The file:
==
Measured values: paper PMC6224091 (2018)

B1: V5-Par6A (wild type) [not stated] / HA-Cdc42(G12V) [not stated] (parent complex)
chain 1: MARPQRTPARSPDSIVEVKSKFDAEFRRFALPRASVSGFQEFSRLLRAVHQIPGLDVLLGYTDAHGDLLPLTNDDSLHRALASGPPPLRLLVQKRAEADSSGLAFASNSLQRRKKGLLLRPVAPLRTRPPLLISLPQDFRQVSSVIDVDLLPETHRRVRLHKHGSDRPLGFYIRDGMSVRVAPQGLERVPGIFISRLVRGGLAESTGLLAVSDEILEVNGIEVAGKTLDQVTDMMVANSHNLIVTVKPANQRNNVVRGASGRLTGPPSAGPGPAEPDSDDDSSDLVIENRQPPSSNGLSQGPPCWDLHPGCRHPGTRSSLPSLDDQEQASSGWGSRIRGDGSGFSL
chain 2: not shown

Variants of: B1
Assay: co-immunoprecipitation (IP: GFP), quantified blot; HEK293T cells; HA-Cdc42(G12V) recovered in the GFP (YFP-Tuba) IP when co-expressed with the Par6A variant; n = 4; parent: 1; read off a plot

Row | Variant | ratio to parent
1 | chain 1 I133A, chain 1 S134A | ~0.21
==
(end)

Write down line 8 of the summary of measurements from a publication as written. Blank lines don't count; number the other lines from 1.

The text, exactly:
1 | chain 1 I133A, chain 1 S134A | ~0.21